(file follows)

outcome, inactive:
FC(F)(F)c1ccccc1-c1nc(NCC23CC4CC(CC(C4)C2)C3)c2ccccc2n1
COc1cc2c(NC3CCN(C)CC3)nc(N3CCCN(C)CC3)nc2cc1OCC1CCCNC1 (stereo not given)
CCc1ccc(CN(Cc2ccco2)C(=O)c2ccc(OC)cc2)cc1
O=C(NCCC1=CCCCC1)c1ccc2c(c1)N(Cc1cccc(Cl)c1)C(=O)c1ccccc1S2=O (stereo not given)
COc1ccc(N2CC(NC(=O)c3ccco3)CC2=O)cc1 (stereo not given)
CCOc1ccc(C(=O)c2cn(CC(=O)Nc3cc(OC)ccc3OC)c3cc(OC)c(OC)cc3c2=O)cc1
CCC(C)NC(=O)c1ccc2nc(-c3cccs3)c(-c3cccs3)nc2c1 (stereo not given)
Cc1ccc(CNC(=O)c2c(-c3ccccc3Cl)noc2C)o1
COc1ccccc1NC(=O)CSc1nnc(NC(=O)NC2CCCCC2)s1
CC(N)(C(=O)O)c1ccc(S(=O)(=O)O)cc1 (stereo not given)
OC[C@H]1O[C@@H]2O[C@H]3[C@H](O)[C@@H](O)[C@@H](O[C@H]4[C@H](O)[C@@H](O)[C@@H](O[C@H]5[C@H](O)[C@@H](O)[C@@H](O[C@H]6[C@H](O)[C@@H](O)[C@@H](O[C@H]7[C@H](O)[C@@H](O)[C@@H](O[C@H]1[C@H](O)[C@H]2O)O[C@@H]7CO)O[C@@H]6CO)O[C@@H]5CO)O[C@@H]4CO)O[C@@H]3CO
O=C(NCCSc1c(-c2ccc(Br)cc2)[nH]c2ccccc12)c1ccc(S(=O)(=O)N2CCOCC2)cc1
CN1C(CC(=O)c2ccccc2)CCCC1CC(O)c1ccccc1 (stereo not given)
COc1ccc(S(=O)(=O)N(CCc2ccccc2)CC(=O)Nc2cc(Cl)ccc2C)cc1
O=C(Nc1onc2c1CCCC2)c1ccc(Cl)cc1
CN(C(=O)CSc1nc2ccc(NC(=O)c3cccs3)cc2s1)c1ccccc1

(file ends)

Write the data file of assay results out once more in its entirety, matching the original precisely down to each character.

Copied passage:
outcome, inactive:
FC(F)(F)c1ccccc1-c1nc(NCC23CC4CC(CC(C4)C2)C3)c2ccccc2n1
COc1cc2c(NC3CCN(C)CC3)nc(N3CCCN(C)CC3)nc2cc1OCC1CCCNC1 (stereo not given)
CCc1ccc(CN(Cc2ccco2)C(=O)c2ccc(OC)cc2)cc1
O=C(NCCC1=CCCCC1)c1ccc2c(c1)N(Cc1cccc(Cl)c1)C(=O)c1ccccc1S2=O (stereo not given)
COc1ccc(N2CC(NC(=O)c3ccco3)CC2=O)cc1 (stereo not given)
CCOc1ccc(C(=O)c2cn(CC(=O)Nc3cc(OC)ccc3OC)c3cc(OC)c(OC)cc3c2=O)cc1
CCC(C)NC(=O)c1ccc2nc(-c3cccs3)c(-c3cccs3)nc2c1 (stereo not given)
Cc1ccc(CNC(=O)c2c(-c3ccccc3Cl)noc2C)o1
COc1ccccc1NC(=O)CSc1nnc(NC(=O)NC2CCCCC2)s1
CC(N)(C(=O)O)c1ccc(S(=O)(=O)O)cc1 (stereo not given)
OC[C@H]1O[C@@H]2O[C@H]3[C@H](O)[C@@H](O)[C@@H](O[C@H]4[C@H](O)[C@@H](O)[C@@H](O[C@H]5[C@H](O)[C@@H](O)[C@@H](O[C@H]6[C@H](O)[C@@H](O)[C@@H](O[C@H]7[C@H](O)[C@@H](O)[C@@H](O[C@H]1[C@H](O)[C@H]2O)O[C@@H]7CO)O[C@@H]6CO)O[C@@H]5CO)O[C@@H]4CO)O[C@@H]3CO
O=C(NCCSc1c(-c2ccc(Br)cc2)[nH]c2ccccc12)c1ccc(S(=O)(=O)N2CCOCC2)cc1
CN1C(CC(=O)c2ccccc2)CCCC1CC(O)c1ccccc1 (stereo not given)
COc1ccc(S(=O)(=O)N(CCc2ccccc2)CC(=O)Nc2cc(Cl)ccc2C)cc1
O=C(Nc1onc2c1CCCC2)c1ccc(Cl)cc1
CN(C(=O)CSc1nc2ccc(NC(=O)c3cccs3)cc2s1)c1ccccc1